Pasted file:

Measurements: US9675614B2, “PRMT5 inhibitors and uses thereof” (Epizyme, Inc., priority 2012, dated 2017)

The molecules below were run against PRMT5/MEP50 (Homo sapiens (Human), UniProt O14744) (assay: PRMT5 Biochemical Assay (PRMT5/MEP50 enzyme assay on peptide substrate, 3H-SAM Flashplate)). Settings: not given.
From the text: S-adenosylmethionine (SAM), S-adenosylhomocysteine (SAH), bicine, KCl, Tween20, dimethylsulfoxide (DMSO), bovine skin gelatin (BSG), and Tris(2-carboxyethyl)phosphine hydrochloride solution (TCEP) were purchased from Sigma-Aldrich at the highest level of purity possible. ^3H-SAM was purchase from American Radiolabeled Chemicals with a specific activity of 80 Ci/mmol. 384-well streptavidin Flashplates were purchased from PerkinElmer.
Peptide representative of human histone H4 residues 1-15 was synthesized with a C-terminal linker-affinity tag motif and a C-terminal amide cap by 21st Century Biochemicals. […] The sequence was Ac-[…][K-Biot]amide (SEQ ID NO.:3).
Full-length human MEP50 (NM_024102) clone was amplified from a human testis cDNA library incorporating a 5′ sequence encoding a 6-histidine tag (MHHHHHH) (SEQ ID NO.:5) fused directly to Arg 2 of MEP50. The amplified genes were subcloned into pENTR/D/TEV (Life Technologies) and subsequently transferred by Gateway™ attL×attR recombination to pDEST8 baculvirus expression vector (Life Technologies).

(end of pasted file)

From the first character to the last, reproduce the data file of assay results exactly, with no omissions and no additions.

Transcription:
Measurements: US9675614B2, “PRMT5 inhibitors and uses thereof” (Epizyme, Inc., priority 2012, dated 2017)

The molecules below were run against PRMT5/MEP50 (Homo sapiens (Human), UniProt O14744) (assay: PRMT5 Biochemical Assay (PRMT5/MEP50 enzyme assay on peptide substrate, 3H-SAM Flashplate)). Settings: not given.
From the text: S-adenosylmethionine (SAM), S-adenosylhomocysteine (SAH), bicine, KCl, Tween20, dimethylsulfoxide (DMSO), bovine skin gelatin (BSG), and Tris(2-carboxyethyl)phosphine hydrochloride solution (TCEP) were purchased from Sigma-Aldrich at the highest level of purity possible. ^3H-SAM was purchase from American Radiolabeled Chemicals with a specific activity of 80 Ci/mmol. 384-well streptavidin Flashplates were purchased from PerkinElmer.
Peptide representative of human histone H4 residues 1-15 was synthesized with a C-terminal linker-affinity tag motif and a C-terminal amide cap by 21st Century Biochemicals. […] The sequence was Ac-[…][K-Biot]amide (SEQ ID NO.:3).
Full-length human MEP50 (NM_024102) clone was amplified from a human testis cDNA library incorporating a 5′ sequence encoding a 6-histidine tag (MHHHHHH) (SEQ ID NO.:5) fused directly to Arg 2 of MEP50. The amplified genes were subcloned into pENTR/D/TEV (Life Technologies) and subsequently transferred by Gateway™ attL×attR recombination to pDEST8 baculvirus expression vector (Life Technologies).